attacker to guess the next port the client is going to use. Therefore, it is
   imperative to divide the port range between clients sharing the same IP address in
   such a way that random selection is preserved. This document proposes two
   different methods for port allocation, which preserves partly or completely the
   randomness of the source ports:

      o The first mechanism uses a port mask with a bit locator to communicate a
        range or multiple ranges of ports to a client. Randomness is preserved when
        the client is able to select a port randomly across all the available port
        ranges. The algorithms described in [RANDOMPORT] can be used to select a
        random port from one port range, but implementations may find it difficult
        to select random ports across port ranges.

      o The second mechanism uses a cryptographic function to preallocate random
        ports from the entire port range. The key and other input parameters are
        communicated to the client, which can calculate the ports it can use. The
        'side effect' of this mechanism is that the client is forced to use random
        ports, as a number of random ports allowed to be used by the client are
        preallocated by the server. When this mode is used, the network equipments
        in charge of routing the inbound packets towards the clients may require
        more processing resources.
















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3. DHCPv4 Option for allocating port restricted public IPv4 address

   This section defines new DHCPv4 option, which allows allocation of port restricted
   IPv4 addresses.

   The option layout is depicted below:

    0 1 2 3 4 5 6 7 8 9 0 1 2 3 4 5 6 7 8 9 0 1 2 3 4 5 6 7 8 9 0 1
                                   +-+-+-+-+-+-+-+-+-+-+-+-+-+-+-+-+
                                   | Option Code   |    length     |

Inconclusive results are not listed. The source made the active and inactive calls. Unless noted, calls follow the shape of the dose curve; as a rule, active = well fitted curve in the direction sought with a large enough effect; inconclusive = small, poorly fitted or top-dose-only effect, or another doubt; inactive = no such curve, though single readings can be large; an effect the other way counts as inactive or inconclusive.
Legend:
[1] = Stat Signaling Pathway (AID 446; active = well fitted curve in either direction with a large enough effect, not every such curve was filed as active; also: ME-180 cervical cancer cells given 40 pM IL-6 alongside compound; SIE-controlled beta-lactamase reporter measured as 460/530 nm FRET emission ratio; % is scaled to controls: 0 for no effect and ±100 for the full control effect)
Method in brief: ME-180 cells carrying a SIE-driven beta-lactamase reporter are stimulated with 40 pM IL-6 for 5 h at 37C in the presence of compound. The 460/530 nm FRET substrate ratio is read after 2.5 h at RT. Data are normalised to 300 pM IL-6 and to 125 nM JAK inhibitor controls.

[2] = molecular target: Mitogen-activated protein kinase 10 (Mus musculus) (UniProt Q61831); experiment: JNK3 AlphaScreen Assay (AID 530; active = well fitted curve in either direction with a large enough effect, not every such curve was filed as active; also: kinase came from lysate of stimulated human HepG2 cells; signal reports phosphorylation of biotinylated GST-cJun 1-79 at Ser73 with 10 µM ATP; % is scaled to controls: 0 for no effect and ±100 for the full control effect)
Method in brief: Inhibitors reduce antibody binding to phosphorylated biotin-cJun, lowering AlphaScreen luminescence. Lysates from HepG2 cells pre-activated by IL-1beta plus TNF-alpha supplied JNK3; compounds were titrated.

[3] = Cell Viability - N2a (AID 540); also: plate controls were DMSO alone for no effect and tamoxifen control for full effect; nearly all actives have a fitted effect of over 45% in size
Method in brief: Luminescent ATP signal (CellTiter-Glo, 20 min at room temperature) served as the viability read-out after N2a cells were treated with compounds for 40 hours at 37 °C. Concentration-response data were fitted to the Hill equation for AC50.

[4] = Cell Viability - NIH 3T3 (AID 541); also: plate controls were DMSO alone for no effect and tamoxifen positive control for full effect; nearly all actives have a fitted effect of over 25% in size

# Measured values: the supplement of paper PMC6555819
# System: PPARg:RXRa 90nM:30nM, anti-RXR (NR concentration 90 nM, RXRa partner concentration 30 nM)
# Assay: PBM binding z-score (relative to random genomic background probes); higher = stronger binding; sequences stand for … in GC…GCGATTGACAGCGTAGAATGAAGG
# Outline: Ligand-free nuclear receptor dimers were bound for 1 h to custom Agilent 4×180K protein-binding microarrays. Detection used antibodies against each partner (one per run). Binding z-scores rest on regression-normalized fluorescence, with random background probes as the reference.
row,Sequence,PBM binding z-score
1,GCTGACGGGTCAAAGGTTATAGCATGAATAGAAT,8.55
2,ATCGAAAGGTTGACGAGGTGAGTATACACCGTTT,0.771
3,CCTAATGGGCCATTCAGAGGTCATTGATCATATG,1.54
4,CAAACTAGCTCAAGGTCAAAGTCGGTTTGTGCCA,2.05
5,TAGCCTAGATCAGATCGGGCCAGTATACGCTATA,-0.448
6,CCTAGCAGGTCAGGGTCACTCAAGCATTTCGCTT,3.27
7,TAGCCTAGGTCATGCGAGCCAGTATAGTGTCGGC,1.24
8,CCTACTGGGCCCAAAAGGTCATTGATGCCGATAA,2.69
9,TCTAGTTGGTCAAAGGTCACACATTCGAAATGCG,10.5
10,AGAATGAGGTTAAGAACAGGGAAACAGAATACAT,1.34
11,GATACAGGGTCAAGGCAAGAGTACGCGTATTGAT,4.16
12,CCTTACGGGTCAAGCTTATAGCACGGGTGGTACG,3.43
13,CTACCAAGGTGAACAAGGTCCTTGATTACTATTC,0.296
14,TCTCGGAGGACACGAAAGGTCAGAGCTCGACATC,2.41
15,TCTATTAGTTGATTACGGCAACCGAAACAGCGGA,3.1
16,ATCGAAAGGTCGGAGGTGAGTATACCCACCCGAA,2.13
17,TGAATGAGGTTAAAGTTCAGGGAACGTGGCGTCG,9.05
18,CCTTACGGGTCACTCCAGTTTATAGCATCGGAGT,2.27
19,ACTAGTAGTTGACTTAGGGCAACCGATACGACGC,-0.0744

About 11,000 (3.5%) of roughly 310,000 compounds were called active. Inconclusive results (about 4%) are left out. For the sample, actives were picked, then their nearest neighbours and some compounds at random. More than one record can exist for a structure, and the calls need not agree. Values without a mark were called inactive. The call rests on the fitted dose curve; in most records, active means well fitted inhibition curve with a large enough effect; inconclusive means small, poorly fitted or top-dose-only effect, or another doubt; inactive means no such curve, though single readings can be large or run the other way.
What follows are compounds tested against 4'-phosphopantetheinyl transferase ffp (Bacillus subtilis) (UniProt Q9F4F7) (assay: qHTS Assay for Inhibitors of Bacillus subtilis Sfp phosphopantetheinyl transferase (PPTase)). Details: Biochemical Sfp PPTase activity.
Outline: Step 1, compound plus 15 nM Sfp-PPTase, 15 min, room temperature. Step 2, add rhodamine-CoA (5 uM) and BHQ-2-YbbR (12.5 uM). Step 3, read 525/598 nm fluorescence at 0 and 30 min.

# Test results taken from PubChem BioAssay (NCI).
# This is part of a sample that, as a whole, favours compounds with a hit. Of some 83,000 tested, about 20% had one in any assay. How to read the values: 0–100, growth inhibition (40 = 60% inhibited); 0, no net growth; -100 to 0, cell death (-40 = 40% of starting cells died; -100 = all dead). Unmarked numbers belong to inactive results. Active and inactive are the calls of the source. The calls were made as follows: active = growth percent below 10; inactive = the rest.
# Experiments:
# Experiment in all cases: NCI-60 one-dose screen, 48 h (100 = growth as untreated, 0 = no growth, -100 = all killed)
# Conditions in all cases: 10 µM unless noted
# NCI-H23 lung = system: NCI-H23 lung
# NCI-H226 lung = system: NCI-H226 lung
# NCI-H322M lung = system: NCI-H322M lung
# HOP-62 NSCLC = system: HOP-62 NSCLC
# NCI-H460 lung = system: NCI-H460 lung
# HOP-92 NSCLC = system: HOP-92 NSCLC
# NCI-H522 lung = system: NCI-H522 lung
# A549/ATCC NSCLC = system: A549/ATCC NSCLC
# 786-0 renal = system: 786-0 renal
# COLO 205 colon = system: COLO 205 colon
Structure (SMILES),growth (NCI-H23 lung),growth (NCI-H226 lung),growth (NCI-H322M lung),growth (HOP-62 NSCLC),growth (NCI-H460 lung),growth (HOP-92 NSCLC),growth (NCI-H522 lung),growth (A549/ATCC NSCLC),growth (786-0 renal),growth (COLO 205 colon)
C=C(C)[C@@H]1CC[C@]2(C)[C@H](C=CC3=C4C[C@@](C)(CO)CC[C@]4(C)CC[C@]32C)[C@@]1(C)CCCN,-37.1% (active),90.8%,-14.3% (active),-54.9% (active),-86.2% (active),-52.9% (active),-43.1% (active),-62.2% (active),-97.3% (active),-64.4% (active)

+-+-+-+-+-+-+-+-+-+-+-+-+-+-+-+-+-+-+-+-+-+-+-+-+-+-+-+-+-+-+-+-+
   |                     Sub-Option 1                              |
   .                                                               .
   +-+-+-+-+-+-+-+-+-+-+-+-+-+-+-+-+-+-+-+-+-+-+-+-+-+-+-+-+-+-+-+-+
   |                       ...                                     |
   .                                                               .
   +-+-+-+-+-+-+-+-+-+-+-+-+-+-+-+-+-+-+-+-+-+-+-+-+-+-+-+-+-+-+-+-+
   |                     Sub-Option n                              |
   .                                                               .
   +-+-+-+-+-+-+-+-+-+-+-+-+-+-+-+-+-+-+-+-+-+-+-+-+-+-+-+-+-+-+-+-+

      Option Code
        Option Code
          OPTION-IPv4-PRA (TBD) - 1     byte

        Length
          An 8-bit field indicating the length of the option excluding the 'Option
          Code' and the 'Length' fields

        Sub-options
          A series of DHCPv4 sub-options.

   The sub-option layout is depicted below:

    0 1 2 3 4 5 6 7 8 9 0 1 2 3 4 5 6 7 8 9 0 1 2 3 4 5 6 7 8 9 0 1
   +-+-+-+-+-+-+-+-+-+-+-+-+-+-+-+-+-+-+-+-+-+-+-+-+-+-+-+-+-+-+-+-+
   | Sub-opt Type  |    length     |              DATA             .
   +-+-+-+-+-+-+-+-+-+-+-+-+-+-+-+-+-+-+-+-+-+-+-+-+-+-+-+-+-+-+-+-+
   .                 DATA                                          |
   +-+-+-+-+-+-+-+-+-+-+-+-+-+-+-+-+-+-+-+-+-+-+-+-+-+-+-+-+-+-+-+-+

   The sub-option types defined in this document are:
   1    port mask
   2    random port delegation function

   These two options are exclusive with each other (if one is used, the other one is
   not).

      Length
        An 8-bit field indicating the length of the sub-option excluding the 'Sub-opt
        Type' and the 'Length' fields. The value of the length field is 8 when the
        Sub-opt Type equals 1 and 26 when the sub-opt Type equals 2.

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   The format of the DATA field when the sub-opt type indicates port mask (value =
   1):

    0 1 2 3 4 5 6 7 8 9 0 1 2 3 4 5 6 7 8 9 0 1 2 3 4 5 6 7 8 9 0 1
   +-+-+-+-+-+-+-+-+-+-+-+-+-+-+-+-+-+-+-+-+-+-+-+-+-+-+-+-+-+-+-+-+
   |                         IPv4 address                          |
   +-+-+-+-+-+-+-+-+-+-+-+-+-+-+-+-+-+-+-+-+-+-+-+-+-+-+-+-+-+-+-+-+
   |     Port Range Value          |       Port Range Mask         |
   +-+-+-+-+-+-+-+-+-+-+-+-+-+-+-+-+-+-+-+-+-+-+-+-+-+-+-+-+-+-+-+-+

   IPv4 address
        Public IPv4 address

   Port Range Value and Port Range Mask
        Port Range Value indicates the value of the mask to be applied and Port
        Range Mask indicates the position of the bits which are used to build the
        mask.

   Section 4 describes how the client derives the allocated port range from the Port